book as object

anonymous asked:

Umbridge? Abusive. Carrows? Abusive. Snape? Occasionally an asshole and dick but still did the right thing in the end. Reread the books with a clear and objective mindset, if you're capable of such. Until then? Your Snape hate is based on out of context extremes and sjw catchphrases that don't even apply to his character.

Remember that one time he threatened (and actually tried) to kill a student’s pet?

Remember that one time he made fun of a student’s appearance, prompting her to permanently alter it?

Remember that one time he physically threw a student to the ground because he was embarrassed?

These kids are under his control and he is terrorizing them. He is, quite literally, abusing them.

Enchanting a pendant to show someone's true self

Very straight forward. This is a spell to enchant a pendant so that the person wearing it will reveal their true inner self (thoughts/actions) to others.

Things needed:

•Black candle
•Pendant
•Intentions written on paper (in your own words) 
•Black string
•Box to put pendant in (cleansed)
•Scissors or something that can cut string

Directions:

**Cleanse pendant and box before or during ritual

1.Cast a circle 

2. Cleanse pendant and box if needed

3.Light candle

4. Read intentions from paper while dripping candel wax on paper 

5.Start chant

6.while chanting wrap the black string around paper with wax (not cooled completely) and pendant to bind your intentions to the pendant

7. When you feel like it is bound completely place the pendant in the box

8. blow out candle and close circle

9. Leave pendant in box for a week or longer 

10. When you are ready to give it to someone or wear it cut the sting and take the string and paper off. By now the intentions would be soaked into pendant and the string and paper can be discarded 


Chant:

The wearer of this pendant could be most divine

Or the wearer could be serpentine 

Either way it’s not left to chance

The wearers inner self is out to dance

Others will see your true form bloom

There is no hiding behind your costume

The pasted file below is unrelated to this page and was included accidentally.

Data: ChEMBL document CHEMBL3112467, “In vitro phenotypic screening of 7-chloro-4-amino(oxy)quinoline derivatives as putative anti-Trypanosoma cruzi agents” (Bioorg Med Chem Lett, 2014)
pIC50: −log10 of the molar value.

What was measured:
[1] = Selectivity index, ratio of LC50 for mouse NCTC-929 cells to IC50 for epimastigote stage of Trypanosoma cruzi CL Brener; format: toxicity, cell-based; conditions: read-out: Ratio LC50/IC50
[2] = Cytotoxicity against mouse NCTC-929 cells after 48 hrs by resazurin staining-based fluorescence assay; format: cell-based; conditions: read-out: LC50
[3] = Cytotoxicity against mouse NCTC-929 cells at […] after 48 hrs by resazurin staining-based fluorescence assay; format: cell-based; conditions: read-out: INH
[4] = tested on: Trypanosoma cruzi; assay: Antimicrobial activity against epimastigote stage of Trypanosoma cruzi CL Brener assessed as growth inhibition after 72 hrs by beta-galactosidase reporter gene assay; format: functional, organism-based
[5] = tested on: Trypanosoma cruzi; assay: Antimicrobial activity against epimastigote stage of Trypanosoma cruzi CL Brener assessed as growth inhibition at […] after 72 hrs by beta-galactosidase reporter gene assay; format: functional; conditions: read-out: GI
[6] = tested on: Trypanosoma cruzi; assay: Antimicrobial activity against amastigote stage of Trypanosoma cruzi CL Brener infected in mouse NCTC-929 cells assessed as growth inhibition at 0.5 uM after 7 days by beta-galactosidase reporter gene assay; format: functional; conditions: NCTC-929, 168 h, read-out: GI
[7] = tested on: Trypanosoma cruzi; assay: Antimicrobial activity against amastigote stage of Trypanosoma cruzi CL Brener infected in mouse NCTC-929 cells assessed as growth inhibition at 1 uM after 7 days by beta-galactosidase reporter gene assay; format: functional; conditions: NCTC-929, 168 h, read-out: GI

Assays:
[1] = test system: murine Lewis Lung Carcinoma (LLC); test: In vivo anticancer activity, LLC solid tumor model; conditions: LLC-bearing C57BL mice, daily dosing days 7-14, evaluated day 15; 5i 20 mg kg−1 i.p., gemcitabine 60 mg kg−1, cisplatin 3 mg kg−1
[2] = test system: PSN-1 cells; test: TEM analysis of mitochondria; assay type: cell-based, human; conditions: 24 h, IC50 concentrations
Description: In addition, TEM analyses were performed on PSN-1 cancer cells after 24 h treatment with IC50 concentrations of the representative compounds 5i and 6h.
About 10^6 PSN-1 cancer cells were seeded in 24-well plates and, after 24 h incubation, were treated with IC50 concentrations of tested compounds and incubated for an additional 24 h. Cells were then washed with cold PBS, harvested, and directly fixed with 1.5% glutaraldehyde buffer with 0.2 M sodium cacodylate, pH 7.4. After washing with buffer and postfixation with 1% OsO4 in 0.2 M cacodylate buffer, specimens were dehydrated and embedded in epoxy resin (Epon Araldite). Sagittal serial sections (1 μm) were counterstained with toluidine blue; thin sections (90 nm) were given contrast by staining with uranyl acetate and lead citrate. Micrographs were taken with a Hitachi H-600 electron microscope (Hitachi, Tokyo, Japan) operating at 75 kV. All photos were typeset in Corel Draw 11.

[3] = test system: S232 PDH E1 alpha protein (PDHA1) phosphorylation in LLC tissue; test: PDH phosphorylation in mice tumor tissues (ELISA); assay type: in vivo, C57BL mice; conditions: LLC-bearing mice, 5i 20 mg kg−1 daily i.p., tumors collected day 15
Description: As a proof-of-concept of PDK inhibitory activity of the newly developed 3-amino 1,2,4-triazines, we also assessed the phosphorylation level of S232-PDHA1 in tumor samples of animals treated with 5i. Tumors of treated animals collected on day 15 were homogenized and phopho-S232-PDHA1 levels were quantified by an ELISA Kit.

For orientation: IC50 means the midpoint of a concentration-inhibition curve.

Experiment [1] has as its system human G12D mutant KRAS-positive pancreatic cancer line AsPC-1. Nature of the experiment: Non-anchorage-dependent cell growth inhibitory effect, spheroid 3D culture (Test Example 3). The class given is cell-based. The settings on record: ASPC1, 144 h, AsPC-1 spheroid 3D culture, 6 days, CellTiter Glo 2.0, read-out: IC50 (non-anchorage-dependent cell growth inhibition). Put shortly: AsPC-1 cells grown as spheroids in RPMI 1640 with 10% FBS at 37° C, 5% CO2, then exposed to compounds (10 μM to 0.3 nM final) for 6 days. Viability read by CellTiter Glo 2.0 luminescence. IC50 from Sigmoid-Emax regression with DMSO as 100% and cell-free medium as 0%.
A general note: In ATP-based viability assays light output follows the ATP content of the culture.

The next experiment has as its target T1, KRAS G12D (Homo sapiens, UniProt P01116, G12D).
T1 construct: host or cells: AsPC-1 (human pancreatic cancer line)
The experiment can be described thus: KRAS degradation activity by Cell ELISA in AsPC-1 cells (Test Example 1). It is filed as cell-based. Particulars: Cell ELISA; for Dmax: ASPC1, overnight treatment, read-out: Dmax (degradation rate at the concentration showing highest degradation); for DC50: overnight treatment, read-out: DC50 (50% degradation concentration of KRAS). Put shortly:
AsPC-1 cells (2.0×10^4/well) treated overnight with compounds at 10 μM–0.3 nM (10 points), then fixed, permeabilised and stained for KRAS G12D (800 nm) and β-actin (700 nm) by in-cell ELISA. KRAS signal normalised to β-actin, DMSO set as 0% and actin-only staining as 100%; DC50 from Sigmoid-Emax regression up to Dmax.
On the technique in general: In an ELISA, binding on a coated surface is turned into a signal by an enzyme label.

When the traits are to be admire

Other can show their desire

When the traits are that of detest

Others around will not be impressed

There it is and there it shall be 

Let the true self come out of thee

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I’ve grown quite weary of the spunky heroines, brave rape victims, soul-searching fashionistas that stock so many books. I particularly mourn the lack of female villains — good, potent female villains. Not ill-tempered women who scheme about landing good men and better shoes (as if we had nothing more interesting to war over), not chilly WASP mothers (emotionally distant isn’t necessarily evil), not soapy vixens (merely bitchy doesn’t qualify either). I’m talking violent, wicked women. Scary women. Don’t tell me you don’t know some. The point is, women have spent so many years girl-powering ourselves - to the point of almost parodic encouragement - we’ve left no room to acknowledge our dark side. Dark sides are important. - Gillian Flynn

The “A Series of Unfortunate Events” Netflix series is so ridiculous and so objectively bad, but it’s also completely perfect. I am so satisfied, a word which here means “this show is everything I could’ve asked for and everything my childhood deserved.”

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Not So ‘Strange’ After All

Like many people, I saw the new Doctor Strange movie in theaters this weekend. I expected a fun, visually exciting film (which I got); but I wasn’t expecting a lot of library screen time, so needless to say, I was pleasantly surprised! Without spoiling anything, the library is the scene of some important plot developments, and features some very interesting set pieces, including books chained to a honeycomb-like sliding rack alongside the more traditional bookshelves.

While the sliding rack may not have been recognizable to librarians of old, the practice of chaining books certainly was. From the Middle Ages to the late 17th century, books were expensive and precious objects that weren’t allowed to be removed from the library willy-nilly. However, due to both their value as objects and as containers of knowledge, books were under a very real threat of being borrowed for reference and never returned. Initially, books were kept in large locking chests for security, but as libraries began to expand, the chests no longer provided enough room for storage and the books had to be moved onto open shelves. And so, much like dogs kept on a leash to prevent them from running off, the books were chained to the shelves.